Eugenic reproduction control would also regulate the order of the genome. It would directly select for productivity and responsibility. It would also maintain the health and vigor of the population. Healthy people are more economically productive, generally speaking, and so they would be able to have more children.

Eugenics has a bad name, but it shouldn’t. It is necessary and inevitable.

The type of eugenics that I propose is not based on the idea of a master race. It allows for genetic diversity. It appeals to a basic principle of social organization: that rights and responsibilities should be balanced. Because selection would take place mostly through birth, rather than death, it would allow for some degree of charity and welfare. Without reproductive altruism, the welfare state would be sustainable.

We could have a sustainable civilization in which almost everyone has a comfortable and dignified life. On the other hand, if we do not build this regulatory feedback loop into our civilization, it will eventually collapse.

In the long run, population control and eugenics are necessary for maintaining civilization. If we are going to eliminate war, disease and famine (and I think that we should), then we have to replace those selective forces with other forms of selection.

If we choose to fight nature, we will lose.

We cannot transcend evolution, because we can never escape from the evolutionary process that creates and maintains human nature. We can change the environment in which this process operates (in fact, we have always done so), but we cannot change the process itself.

Evolution didn’t end when we discovered stone tools. It didn’t end when we started using fire. It didn’t end when we developed agriculture. It won’t end because of the industrial revolution.

No matter what we do, we will never transcend evolution.


  1. How do you suggest to enforce the rules? What if people have babies anyway? These babies, toddlers and children will have to be killed. Maybe you imagine some way in which all people go through a mandatory procedure that deactivates their reproductive abilities for a certain period; and then their reproductive rights are "unlocked" when they achieve something. This can't happen without a big coercive state and even then I suspect many people would find a way around it. Can you please elaborate on how exactly you imagine this to work?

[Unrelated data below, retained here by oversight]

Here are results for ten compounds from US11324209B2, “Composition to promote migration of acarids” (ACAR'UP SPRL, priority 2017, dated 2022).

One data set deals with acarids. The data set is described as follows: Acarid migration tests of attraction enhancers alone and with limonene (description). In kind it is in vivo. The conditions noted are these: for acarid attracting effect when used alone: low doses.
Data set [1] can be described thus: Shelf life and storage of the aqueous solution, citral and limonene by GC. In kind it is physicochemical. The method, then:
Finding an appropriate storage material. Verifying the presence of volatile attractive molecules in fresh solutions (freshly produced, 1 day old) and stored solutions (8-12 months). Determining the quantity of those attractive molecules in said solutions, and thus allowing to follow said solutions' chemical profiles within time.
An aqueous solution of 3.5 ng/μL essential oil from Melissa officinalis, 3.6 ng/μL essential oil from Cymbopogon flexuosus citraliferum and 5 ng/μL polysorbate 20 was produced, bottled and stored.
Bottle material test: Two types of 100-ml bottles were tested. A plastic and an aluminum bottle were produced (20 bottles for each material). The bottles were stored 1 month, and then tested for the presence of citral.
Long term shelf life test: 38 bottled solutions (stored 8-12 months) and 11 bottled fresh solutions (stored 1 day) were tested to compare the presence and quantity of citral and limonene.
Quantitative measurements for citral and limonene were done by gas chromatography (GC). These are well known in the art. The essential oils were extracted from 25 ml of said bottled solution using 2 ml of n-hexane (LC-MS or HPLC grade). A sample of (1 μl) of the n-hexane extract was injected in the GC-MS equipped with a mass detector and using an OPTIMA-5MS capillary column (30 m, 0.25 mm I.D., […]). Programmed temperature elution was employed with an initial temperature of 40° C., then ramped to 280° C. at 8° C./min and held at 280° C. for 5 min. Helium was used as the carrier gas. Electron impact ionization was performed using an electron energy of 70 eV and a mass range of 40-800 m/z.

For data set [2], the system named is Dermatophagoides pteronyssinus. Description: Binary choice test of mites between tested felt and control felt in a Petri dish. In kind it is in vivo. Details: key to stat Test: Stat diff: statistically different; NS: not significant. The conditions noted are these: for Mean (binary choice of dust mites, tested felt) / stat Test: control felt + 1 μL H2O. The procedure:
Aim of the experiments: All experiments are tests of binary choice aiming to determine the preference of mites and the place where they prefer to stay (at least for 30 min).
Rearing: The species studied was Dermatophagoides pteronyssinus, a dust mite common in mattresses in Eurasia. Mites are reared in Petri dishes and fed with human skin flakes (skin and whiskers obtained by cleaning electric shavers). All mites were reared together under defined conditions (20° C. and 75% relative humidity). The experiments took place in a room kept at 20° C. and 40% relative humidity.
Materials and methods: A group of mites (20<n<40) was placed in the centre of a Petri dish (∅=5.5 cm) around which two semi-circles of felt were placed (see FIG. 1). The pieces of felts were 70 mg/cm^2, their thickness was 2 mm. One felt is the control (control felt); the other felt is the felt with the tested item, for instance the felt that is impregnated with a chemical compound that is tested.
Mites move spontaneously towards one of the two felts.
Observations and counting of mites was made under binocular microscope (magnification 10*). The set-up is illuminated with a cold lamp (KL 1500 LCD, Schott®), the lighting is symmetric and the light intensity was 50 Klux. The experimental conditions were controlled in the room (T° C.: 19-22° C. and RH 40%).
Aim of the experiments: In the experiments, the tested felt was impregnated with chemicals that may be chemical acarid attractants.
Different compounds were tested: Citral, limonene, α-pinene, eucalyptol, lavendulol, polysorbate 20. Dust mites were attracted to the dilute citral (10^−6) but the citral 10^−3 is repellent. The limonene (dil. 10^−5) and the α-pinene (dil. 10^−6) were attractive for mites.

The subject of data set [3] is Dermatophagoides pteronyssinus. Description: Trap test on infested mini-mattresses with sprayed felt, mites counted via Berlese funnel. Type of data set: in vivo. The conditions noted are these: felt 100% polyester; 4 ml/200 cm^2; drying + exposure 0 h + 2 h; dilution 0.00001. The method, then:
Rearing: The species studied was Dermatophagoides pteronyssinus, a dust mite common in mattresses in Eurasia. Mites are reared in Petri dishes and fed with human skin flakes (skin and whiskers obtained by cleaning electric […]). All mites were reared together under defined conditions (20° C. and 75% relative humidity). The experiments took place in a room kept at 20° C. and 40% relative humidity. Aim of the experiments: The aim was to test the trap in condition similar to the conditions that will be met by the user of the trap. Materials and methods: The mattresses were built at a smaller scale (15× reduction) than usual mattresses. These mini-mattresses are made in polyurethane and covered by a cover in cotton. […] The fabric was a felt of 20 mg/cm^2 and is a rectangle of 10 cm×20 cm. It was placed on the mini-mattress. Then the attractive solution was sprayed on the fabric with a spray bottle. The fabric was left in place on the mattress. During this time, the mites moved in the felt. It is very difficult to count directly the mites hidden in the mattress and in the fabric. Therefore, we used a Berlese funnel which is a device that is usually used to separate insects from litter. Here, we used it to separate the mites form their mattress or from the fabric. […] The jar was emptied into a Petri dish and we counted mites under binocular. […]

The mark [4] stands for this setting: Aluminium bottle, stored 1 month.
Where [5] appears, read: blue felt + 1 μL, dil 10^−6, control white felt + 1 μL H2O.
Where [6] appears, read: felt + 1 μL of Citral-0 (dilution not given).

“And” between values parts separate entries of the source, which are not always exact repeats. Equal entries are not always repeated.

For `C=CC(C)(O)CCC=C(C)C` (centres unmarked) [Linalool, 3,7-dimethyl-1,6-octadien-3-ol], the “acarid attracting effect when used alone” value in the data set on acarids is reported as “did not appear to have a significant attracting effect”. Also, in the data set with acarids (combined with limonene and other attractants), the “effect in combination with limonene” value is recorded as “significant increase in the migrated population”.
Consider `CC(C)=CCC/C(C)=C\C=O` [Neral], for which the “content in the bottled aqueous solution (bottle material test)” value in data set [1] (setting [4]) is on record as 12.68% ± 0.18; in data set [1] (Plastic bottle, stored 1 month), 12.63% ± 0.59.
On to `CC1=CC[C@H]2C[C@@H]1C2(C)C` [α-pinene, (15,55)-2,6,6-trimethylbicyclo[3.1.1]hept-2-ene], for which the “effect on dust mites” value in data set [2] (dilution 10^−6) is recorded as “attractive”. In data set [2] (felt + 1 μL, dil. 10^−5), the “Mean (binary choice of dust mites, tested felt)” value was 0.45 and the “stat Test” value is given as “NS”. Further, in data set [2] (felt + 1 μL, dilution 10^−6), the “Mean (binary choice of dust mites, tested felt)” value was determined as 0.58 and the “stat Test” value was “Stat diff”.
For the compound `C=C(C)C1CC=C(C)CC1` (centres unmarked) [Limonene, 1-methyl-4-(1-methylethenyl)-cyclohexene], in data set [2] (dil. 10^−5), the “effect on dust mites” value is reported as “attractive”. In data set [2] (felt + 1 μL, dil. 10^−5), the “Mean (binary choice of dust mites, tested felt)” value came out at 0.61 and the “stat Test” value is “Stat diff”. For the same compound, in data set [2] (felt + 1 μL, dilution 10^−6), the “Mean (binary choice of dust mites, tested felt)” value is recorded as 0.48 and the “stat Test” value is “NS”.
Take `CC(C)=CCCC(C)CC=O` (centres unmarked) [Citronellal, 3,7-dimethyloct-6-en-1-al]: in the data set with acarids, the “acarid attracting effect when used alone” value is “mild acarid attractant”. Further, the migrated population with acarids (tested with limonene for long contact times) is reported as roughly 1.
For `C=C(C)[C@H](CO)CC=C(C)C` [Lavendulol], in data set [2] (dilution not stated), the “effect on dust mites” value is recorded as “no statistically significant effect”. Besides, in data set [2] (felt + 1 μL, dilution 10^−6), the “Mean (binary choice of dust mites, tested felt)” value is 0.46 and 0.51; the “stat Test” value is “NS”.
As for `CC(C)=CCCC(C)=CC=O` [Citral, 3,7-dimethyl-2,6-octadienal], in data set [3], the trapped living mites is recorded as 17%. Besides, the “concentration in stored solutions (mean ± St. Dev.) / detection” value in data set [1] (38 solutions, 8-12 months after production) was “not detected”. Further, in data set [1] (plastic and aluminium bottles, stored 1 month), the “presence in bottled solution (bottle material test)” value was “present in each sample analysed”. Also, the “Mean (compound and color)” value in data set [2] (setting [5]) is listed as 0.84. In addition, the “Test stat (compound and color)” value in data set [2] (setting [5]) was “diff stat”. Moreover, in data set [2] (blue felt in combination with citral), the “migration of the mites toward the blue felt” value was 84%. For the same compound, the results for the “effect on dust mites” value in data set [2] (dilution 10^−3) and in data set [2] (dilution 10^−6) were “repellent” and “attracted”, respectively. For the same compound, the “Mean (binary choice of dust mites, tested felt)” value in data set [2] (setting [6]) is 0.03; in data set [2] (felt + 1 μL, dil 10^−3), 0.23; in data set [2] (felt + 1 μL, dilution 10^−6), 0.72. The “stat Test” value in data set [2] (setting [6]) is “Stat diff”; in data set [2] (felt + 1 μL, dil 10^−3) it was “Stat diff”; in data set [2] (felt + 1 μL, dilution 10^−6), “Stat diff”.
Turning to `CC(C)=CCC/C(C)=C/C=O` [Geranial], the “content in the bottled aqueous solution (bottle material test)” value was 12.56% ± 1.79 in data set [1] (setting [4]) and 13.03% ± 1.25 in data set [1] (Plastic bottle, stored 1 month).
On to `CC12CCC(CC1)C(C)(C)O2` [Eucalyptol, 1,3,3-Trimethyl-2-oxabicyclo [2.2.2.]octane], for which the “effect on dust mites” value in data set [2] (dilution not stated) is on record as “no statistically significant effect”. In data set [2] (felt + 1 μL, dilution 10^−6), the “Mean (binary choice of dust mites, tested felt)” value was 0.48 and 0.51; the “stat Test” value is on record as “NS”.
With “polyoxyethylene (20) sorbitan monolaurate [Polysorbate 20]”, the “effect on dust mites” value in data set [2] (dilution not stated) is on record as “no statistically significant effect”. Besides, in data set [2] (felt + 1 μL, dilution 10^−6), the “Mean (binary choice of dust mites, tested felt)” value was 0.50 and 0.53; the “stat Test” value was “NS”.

1. The first, simplest thing would be to require adult welfare recipients to take a birth control pill when they get their welfare check. Or be tested to ensure they are on birth control. That's not a permanent thing, and it would have a big effect.

      You could go further and require a license for having a child. To get the license, the potential parents would have to demonstrate sufficient income and make an explicit commitment to support the child. Also, they would have to be over a certain age to get the license. That would be roughly equivalent to what marriage and religion did in the past. Anyone who gets pregnant without a license would have to get an abortion or be permanently sterilized after the first child.

      The only requirement for having a child should be the ability to support that child. Once people got used to it, I think most would view it as an acceptable restriction on freedom.

      We already have a coercive state, and I'm not an anarchist so I have no problem with the state restricting freedom in certain ways.

    2. Okay. How do we deal with falsified evidence of income, forged documents, hidden offspring? What if people who had the means to support their children suddenly lose their income because of disability, or because their job becomes obsolete? Or, even worse, what if they deliberately abandon their job AFTER their children reach the age of, say, 3 years old?

      The biggest problem that I see is that illegal people, that is, people with no documents who have an illegal job will be hiding anyway. When I say "big State" I mean "bigger, more invasive and violent State".

    3. Well, the first policy still works: you have to take a birth control pill when you pick up your welfare check, and get a pregnancy test. If someone abandons their job they can't get welfare. I mean, sure, there are always ways around laws. But the same is true for any crime, including murder. If you want to do it badly enough, the state can't stop you.

      A policy doesn't have to work perfectly to apply selective pressure to the population. As long as it works reasonably well, the population to which it applies will shrink. Right now the opposite is happening. In the US, the birth rate for women on welfare is about 3x higher than the rate for women not on welfare.

      The other alternative is pure laissez faire: let people, including children, die if they can't support themselves. That kind of policy would be harder for most people to accept.

    4. I think this policy would be easier for people to accept than mandatory neuter laws. :)
      Okay, thank you for your explanations. The details on enforcing the policy and dealing with unexpected consequences are very important.

    5. Well, both alternatives are opposed to current morality.

      But my main point re. eugenics in the video is simply that it is essential. If people refuse it on moral grounds, then society will collapse and nature will do the culling.